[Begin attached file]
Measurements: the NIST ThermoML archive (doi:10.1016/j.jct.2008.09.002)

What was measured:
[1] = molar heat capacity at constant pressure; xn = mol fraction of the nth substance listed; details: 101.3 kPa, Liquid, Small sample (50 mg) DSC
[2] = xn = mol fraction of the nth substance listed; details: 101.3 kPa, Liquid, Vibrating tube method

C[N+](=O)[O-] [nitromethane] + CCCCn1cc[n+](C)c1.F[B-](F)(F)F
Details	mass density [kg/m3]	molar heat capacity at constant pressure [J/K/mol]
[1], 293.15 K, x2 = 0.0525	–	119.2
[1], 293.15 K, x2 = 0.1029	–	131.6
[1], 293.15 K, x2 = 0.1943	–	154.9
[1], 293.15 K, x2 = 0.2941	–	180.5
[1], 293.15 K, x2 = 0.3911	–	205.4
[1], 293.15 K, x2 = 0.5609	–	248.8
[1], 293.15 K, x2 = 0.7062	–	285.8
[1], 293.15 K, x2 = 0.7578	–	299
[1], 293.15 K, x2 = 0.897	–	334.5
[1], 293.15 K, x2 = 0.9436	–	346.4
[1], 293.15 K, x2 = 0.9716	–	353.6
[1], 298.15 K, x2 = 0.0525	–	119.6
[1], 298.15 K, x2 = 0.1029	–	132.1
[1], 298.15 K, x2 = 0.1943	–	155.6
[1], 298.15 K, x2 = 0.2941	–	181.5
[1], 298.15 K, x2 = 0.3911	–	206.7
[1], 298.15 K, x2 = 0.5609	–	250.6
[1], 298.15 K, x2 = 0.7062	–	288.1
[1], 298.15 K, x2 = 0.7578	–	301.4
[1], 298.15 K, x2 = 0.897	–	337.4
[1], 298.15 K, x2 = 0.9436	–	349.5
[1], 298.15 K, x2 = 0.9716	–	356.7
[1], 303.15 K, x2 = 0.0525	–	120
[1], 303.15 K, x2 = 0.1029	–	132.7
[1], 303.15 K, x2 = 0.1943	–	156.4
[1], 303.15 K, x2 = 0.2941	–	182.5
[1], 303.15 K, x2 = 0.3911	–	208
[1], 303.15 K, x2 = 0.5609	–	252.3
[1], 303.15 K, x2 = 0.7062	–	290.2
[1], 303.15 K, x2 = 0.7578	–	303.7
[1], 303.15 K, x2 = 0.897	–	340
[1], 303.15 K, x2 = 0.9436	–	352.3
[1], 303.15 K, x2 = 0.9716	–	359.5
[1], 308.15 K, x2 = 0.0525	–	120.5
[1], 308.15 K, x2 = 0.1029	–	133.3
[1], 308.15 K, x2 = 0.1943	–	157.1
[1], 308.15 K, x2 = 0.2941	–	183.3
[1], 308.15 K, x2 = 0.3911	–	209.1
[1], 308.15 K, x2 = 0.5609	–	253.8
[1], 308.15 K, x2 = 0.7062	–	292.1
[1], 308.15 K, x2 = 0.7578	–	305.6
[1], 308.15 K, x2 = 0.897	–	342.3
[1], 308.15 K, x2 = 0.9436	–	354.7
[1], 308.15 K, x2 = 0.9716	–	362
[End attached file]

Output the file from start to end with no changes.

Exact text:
Measurements: the NIST ThermoML archive (doi:10.1016/j.jct.2008.09.002)

What was measured:
[1] = molar heat capacity at constant pressure; xn = mol fraction of the nth substance listed; details: 101.3 kPa, Liquid, Small sample (50 mg) DSC
[2] = xn = mol fraction of the nth substance listed; details: 101.3 kPa, Liquid, Vibrating tube method

C[N+](=O)[O-] [nitromethane] + CCCCn1cc[n+](C)c1.F[B-](F)(F)F
Details	mass density [kg/m3]	molar heat capacity at constant pressure [J/K/mol]
[1], 293.15 K, x2 = 0.0525	–	119.2
[1], 293.15 K, x2 = 0.1029	–	131.6
[1], 293.15 K, x2 = 0.1943	–	154.9
[1], 293.15 K, x2 = 0.2941	–	180.5
[1], 293.15 K, x2 = 0.3911	–	205.4
[1], 293.15 K, x2 = 0.5609	–	248.8
[1], 293.15 K, x2 = 0.7062	–	285.8
[1], 293.15 K, x2 = 0.7578	–	299
[1], 293.15 K, x2 = 0.897	–	334.5
[1], 293.15 K, x2 = 0.9436	–	346.4
[1], 293.15 K, x2 = 0.9716	–	353.6
[1], 298.15 K, x2 = 0.0525	–	119.6
[1], 298.15 K, x2 = 0.1029	–	132.1
[1], 298.15 K, x2 = 0.1943	–	155.6
[1], 298.15 K, x2 = 0.2941	–	181.5
[1], 298.15 K, x2 = 0.3911	–	206.7
[1], 298.15 K, x2 = 0.5609	–	250.6
[1], 298.15 K, x2 = 0.7062	–	288.1
[1], 298.15 K, x2 = 0.7578	–	301.4
[1], 298.15 K, x2 = 0.897	–	337.4
[1], 298.15 K, x2 = 0.9436	–	349.5
[1], 298.15 K, x2 = 0.9716	–	356.7
[1], 303.15 K, x2 = 0.0525	–	120
[1], 303.15 K, x2 = 0.1029	–	132.7
[1], 303.15 K, x2 = 0.1943	–	156.4
[1], 303.15 K, x2 = 0.2941	–	182.5
[1], 303.15 K, x2 = 0.3911	–	208
[1], 303.15 K, x2 = 0.5609	–	252.3
[1], 303.15 K, x2 = 0.7062	–	290.2
[1], 303.15 K, x2 = 0.7578	–	303.7
[1], 303.15 K, x2 = 0.897	–	340
[1], 303.15 K, x2 = 0.9436	–	352.3
[1], 303.15 K, x2 = 0.9716	–	359.5
[1], 308.15 K, x2 = 0.0525	–	120.5
[1], 308.15 K, x2 = 0.1029	–	133.3
[1], 308.15 K, x2 = 0.1943	–	157.1
[1], 308.15 K, x2 = 0.2941	–	183.3
[1], 308.15 K, x2 = 0.3911	–	209.1
[1], 308.15 K, x2 = 0.5609	–	253.8
[1], 308.15 K, x2 = 0.7062	–	292.1
[1], 308.15 K, x2 = 0.7578	–	305.6
[1], 308.15 K, x2 = 0.897	–	342.3
[1], 308.15 K, x2 = 0.9436	–	354.7
[1], 308.15 K, x2 = 0.9716	–	362